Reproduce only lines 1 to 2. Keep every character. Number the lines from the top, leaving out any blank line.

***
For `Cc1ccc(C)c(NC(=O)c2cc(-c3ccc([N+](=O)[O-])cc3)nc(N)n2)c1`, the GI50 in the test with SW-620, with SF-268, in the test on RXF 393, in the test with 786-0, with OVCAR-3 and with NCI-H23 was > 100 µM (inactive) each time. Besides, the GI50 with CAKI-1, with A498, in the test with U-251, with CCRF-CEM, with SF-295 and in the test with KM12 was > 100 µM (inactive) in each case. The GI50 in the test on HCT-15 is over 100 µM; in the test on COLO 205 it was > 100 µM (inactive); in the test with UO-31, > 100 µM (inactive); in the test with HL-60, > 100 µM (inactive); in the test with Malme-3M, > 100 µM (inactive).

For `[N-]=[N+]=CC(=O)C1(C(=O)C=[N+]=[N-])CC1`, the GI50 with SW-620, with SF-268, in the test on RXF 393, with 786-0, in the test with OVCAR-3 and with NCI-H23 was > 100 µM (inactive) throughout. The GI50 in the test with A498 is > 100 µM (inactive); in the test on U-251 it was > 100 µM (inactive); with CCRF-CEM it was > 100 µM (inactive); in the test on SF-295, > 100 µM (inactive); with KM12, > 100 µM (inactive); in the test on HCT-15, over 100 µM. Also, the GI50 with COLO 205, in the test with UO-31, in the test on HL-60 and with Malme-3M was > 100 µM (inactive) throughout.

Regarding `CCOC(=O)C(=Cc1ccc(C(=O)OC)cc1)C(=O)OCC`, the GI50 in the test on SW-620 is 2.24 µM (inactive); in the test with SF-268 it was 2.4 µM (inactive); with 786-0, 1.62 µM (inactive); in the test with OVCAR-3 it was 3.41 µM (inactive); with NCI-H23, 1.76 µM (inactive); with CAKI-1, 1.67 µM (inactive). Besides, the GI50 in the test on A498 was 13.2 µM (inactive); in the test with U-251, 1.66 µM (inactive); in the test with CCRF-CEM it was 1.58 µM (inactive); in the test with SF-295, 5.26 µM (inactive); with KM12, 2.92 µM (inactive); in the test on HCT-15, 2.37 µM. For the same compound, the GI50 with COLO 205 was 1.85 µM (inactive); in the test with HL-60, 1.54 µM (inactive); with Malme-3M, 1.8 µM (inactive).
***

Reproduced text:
For `Cc1ccc(C)c(NC(=O)c2cc(-c3ccc([N+](=O)[O-])cc3)nc(N)n2)c1`, the GI50 in the test with SW-620, with SF-268, in the test on RXF 393, in the test with 786-0, with OVCAR-3 and with NCI-H23 was > 100 µM (inactive) each time. Besides, the GI50 with CAKI-1, with A498, in the test with U-251, with CCRF-CEM, with SF-295 and in the test with KM12 was > 100 µM (inactive) in each case. The GI50 in the test on HCT-15 is over 100 µM; in the test on COLO 205 it was > 100 µM (inactive); in the test with UO-31, > 100 µM (inactive); in the test with HL-60, > 100 µM (inactive); in the test with Malme-3M, > 100 µM (inactive).

For `[N-]=[N+]=CC(=O)C1(C(=O)C=[N+]=[N-])CC1`, the GI50 with SW-620, with SF-268, in the test on RXF 393, with 786-0, in the test with OVCAR-3 and with NCI-H23 was > 100 µM (inactive) throughout. The GI50 in the test with A498 is > 100 µM (inactive); in the test on U-251 it was > 100 µM (inactive); with CCRF-CEM it was > 100 µM (inactive); in the test on SF-295, > 100 µM (inactive); with KM12, > 100 µM (inactive); in the test on HCT-15, over 100 µM. Also, the GI50 with COLO 205, in the test with UO-31, in the test on HL-60 and with Malme-3M was > 100 µM (inactive) throughout.